UK: Hampshire County Council fined £100,000 after confidential social services papers found

Here’s a case where as part of her deliberations, the ICO considered that a council should have known they were in contravention of the DPA because the ICO had issued three monetary penalty notices to other entities who had left confidential data behind in decommissioned buildings during the relevant time period.

From the Information Commissioner’s Office:

Hampshire County Council has been hit with a £100,000 fine by the Information Commissioner’s Office (ICO) after documents containing personal details of over 100 people were found in a disused building.

Social care files, along with 45 bags of confidential waste, were found at Town End House, in Havant. They contained highly sensitive information about adults and children in vulnerable circumstances.

The documents were discovered by the new owners of the building when it was purchased in August 2014.

Steve Eckersley, ICO head of enforcement, said:

“Hampshire County Council failed to ensure that highly sensitive personal data about adults and children in vulnerable circumstances was disposed of.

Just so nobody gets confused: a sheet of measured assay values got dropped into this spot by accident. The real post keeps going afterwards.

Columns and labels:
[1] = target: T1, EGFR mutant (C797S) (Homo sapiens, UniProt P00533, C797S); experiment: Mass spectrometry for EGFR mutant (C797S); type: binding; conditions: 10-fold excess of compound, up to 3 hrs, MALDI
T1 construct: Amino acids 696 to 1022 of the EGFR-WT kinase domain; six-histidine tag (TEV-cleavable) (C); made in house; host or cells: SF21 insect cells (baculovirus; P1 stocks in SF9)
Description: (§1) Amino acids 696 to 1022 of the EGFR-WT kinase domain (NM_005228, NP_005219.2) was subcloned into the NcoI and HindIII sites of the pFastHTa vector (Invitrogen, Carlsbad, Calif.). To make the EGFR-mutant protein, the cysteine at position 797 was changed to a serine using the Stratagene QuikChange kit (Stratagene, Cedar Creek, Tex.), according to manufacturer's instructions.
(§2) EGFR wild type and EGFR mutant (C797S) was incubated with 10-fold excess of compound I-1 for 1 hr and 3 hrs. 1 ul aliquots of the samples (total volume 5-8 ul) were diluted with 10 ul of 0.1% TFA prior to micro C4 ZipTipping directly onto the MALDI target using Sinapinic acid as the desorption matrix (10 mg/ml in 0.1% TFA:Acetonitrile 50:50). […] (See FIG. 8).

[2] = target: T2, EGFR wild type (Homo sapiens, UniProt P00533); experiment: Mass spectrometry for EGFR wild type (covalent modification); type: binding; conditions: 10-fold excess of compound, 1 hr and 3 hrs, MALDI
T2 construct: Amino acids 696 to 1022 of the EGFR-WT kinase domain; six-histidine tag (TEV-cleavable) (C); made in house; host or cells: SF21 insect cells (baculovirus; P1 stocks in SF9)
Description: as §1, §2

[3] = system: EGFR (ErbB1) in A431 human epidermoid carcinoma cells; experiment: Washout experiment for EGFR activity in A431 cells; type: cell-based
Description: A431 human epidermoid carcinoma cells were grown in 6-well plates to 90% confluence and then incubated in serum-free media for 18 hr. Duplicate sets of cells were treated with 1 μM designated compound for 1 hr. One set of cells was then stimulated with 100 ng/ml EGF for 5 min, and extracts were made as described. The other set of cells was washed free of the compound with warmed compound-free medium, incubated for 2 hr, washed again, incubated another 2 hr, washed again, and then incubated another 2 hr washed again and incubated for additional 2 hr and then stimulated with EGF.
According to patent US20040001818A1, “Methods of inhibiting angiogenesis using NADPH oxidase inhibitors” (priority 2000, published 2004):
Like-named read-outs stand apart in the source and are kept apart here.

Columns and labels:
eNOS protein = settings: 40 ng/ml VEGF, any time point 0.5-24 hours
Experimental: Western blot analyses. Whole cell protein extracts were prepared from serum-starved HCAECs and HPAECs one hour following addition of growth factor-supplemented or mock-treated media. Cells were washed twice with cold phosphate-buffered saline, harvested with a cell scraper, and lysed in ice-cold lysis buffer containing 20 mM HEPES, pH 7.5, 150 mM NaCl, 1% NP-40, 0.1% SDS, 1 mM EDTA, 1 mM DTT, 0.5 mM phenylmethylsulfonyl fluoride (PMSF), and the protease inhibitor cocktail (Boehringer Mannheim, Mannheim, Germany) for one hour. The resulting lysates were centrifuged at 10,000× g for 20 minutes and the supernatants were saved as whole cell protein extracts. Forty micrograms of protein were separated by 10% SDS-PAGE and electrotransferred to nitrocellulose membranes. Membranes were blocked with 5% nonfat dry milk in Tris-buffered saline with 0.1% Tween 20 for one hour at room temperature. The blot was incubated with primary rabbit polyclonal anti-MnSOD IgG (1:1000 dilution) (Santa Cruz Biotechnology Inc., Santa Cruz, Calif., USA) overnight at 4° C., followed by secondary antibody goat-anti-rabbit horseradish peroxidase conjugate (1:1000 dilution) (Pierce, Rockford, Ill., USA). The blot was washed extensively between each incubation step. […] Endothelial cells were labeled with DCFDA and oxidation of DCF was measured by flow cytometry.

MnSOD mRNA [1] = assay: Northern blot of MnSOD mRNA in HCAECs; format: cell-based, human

“The council knew the building had housed a department that dealt with confidential information and should have had a proper procedure in place to check no personal data was left in the building. Organisations must implement effective contingency plans to protect personal data when decommissioning buildings.

“The council’s failure to look after this information was irresponsible. It not only broke the law but put vulnerable people at risk.”

The ICO investigation found the council had failed to follow the law which says that organisations, be they businesses or public authorities, must have technical and organisational measures in place to guard against accidental loss or destruction of personal data.

The new owners bought Town End House after Hampshire County Council’s Adults and Children’s Services department left the building, meaning there was two years when agents selling the property and prospective buyers had access to it.

Mr Eckersley said:

“Thank goodness the company reported the find of personal details. If the information had ended up in the wrong hands it could have had distressing consequences.”

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